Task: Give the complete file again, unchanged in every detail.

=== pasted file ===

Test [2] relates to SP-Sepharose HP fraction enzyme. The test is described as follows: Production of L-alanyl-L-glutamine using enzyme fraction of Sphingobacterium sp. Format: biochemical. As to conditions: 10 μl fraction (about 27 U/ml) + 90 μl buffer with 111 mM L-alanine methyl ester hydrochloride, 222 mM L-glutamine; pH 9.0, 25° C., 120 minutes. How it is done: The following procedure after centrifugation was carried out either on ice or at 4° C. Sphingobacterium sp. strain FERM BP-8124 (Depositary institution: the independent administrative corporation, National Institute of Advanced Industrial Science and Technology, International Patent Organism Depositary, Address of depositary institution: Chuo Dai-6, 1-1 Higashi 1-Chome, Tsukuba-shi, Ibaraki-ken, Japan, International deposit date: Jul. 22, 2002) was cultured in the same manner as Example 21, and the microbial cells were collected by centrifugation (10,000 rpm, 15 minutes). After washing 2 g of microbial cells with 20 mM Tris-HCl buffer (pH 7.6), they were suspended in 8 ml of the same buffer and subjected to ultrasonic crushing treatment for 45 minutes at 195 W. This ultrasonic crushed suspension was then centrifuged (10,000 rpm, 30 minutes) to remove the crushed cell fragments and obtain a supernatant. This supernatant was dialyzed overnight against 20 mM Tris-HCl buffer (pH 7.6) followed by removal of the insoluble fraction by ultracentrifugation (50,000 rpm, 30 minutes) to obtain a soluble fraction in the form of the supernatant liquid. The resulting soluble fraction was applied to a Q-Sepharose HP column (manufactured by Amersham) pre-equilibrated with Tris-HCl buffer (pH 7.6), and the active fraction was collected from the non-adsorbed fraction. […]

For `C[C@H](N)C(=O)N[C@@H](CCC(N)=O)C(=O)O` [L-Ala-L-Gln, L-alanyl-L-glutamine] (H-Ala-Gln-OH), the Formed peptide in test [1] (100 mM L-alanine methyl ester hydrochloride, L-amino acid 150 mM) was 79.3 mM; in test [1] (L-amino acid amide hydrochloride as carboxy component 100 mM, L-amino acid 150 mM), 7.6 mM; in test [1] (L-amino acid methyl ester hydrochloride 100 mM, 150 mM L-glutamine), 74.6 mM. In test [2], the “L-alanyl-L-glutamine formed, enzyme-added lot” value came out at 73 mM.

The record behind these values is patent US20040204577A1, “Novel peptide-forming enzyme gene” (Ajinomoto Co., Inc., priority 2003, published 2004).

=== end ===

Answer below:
Test [2] relates to SP-Sepharose HP fraction enzyme. The test is described as follows: Production of L-alanyl-L-glutamine using enzyme fraction of Sphingobacterium sp. Format: biochemical. As to conditions: 10 μl fraction (about 27 U/ml) + 90 μl buffer with 111 mM L-alanine methyl ester hydrochloride, 222 mM L-glutamine; pH 9.0, 25° C., 120 minutes. How it is done: The following procedure after centrifugation was carried out either on ice or at 4° C. Sphingobacterium sp. strain FERM BP-8124 (Depositary institution: the independent administrative corporation, National Institute of Advanced Industrial Science and Technology, International Patent Organism Depositary, Address of depositary institution: Chuo Dai-6, 1-1 Higashi 1-Chome, Tsukuba-shi, Ibaraki-ken, Japan, International deposit date: Jul. 22, 2002) was cultured in the same manner as Example 21, and the microbial cells were collected by centrifugation (10,000 rpm, 15 minutes). After washing 2 g of microbial cells with 20 mM Tris-HCl buffer (pH 7.6), they were suspended in 8 ml of the same buffer and subjected to ultrasonic crushing treatment for 45 minutes at 195 W. This ultrasonic crushed suspension was then centrifuged (10,000 rpm, 30 minutes) to remove the crushed cell fragments and obtain a supernatant. This supernatant was dialyzed overnight against 20 mM Tris-HCl buffer (pH 7.6) followed by removal of the insoluble fraction by ultracentrifugation (50,000 rpm, 30 minutes) to obtain a soluble fraction in the form of the supernatant liquid. The resulting soluble fraction was applied to a Q-Sepharose HP column (manufactured by Amersham) pre-equilibrated with Tris-HCl buffer (pH 7.6), and the active fraction was collected from the non-adsorbed fraction. […]

For `C[C@H](N)C(=O)N[C@@H](CCC(N)=O)C(=O)O` [L-Ala-L-Gln, L-alanyl-L-glutamine] (H-Ala-Gln-OH), the Formed peptide in test [1] (100 mM L-alanine methyl ester hydrochloride, L-amino acid 150 mM) was 79.3 mM; in test [1] (L-amino acid amide hydrochloride as carboxy component 100 mM, L-amino acid 150 mM), 7.6 mM; in test [1] (L-amino acid methyl ester hydrochloride 100 mM, 150 mM L-glutamine), 74.6 mM. In test [2], the “L-alanyl-L-glutamine formed, enzyme-added lot” value came out at 73 mM.

The record behind these values is patent US20040204577A1, “Novel peptide-forming enzyme gene” (Ajinomoto Co., Inc., priority 2003, published 2004).